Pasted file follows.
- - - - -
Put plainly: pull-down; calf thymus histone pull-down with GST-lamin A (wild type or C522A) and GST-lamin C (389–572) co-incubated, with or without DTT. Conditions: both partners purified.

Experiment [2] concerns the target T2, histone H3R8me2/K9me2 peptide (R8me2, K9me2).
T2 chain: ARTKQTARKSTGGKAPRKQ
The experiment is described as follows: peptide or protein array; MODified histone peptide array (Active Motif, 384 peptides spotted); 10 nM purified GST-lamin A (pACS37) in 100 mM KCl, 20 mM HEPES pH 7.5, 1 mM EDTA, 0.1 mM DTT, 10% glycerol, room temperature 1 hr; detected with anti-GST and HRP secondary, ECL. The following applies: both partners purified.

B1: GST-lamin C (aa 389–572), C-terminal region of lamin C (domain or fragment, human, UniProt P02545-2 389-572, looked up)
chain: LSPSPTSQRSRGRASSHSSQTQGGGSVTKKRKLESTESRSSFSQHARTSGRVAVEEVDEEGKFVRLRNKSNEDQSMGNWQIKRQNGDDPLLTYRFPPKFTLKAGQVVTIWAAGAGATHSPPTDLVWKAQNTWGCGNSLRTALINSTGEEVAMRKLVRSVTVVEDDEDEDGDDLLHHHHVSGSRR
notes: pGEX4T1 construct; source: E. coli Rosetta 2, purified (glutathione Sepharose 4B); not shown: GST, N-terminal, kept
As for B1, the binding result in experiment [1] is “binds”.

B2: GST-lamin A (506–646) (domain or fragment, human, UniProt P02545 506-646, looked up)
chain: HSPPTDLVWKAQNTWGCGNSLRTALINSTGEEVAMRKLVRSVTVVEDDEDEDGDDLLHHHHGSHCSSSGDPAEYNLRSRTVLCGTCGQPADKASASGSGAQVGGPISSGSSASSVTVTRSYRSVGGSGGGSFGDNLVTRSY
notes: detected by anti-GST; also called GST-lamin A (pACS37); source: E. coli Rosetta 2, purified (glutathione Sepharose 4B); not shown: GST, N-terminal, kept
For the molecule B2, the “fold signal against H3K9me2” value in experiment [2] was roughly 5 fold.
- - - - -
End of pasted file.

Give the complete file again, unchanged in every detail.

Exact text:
Put plainly: pull-down; calf thymus histone pull-down with GST-lamin A (wild type or C522A) and GST-lamin C (389–572) co-incubated, with or without DTT. Conditions: both partners purified.

Experiment [2] concerns the target T2, histone H3R8me2/K9me2 peptide (R8me2, K9me2).
T2 chain: ARTKQTARKSTGGKAPRKQ
The experiment is described as follows: peptide or protein array; MODified histone peptide array (Active Motif, 384 peptides spotted); 10 nM purified GST-lamin A (pACS37) in 100 mM KCl, 20 mM HEPES pH 7.5, 1 mM EDTA, 0.1 mM DTT, 10% glycerol, room temperature 1 hr; detected with anti-GST and HRP secondary, ECL. The following applies: both partners purified.

B1: GST-lamin C (aa 389–572), C-terminal region of lamin C (domain or fragment, human, UniProt P02545-2 389-572, looked up)
chain: LSPSPTSQRSRGRASSHSSQTQGGGSVTKKRKLESTESRSSFSQHARTSGRVAVEEVDEEGKFVRLRNKSNEDQSMGNWQIKRQNGDDPLLTYRFPPKFTLKAGQVVTIWAAGAGATHSPPTDLVWKAQNTWGCGNSLRTALINSTGEEVAMRKLVRSVTVVEDDEDEDGDDLLHHHHVSGSRR
notes: pGEX4T1 construct; source: E. coli Rosetta 2, purified (glutathione Sepharose 4B); not shown: GST, N-terminal, kept
As for B1, the binding result in experiment [1] is “binds”.

B2: GST-lamin A (506–646) (domain or fragment, human, UniProt P02545 506-646, looked up)
chain: HSPPTDLVWKAQNTWGCGNSLRTALINSTGEEVAMRKLVRSVTVVEDDEDEDGDDLLHHHHGSHCSSSGDPAEYNLRSRTVLCGTCGQPADKASASGSGAQVGGPISSGSSASSVTVTRSYRSVGGSGGGSFGDNLVTRSY
notes: detected by anti-GST; also called GST-lamin A (pACS37); source: E. coli Rosetta 2, purified (glutathione Sepharose 4B); not shown: GST, N-terminal, kept
For the molecule B2, the “fold signal against H3K9me2” value in experiment [2] was roughly 5 fold.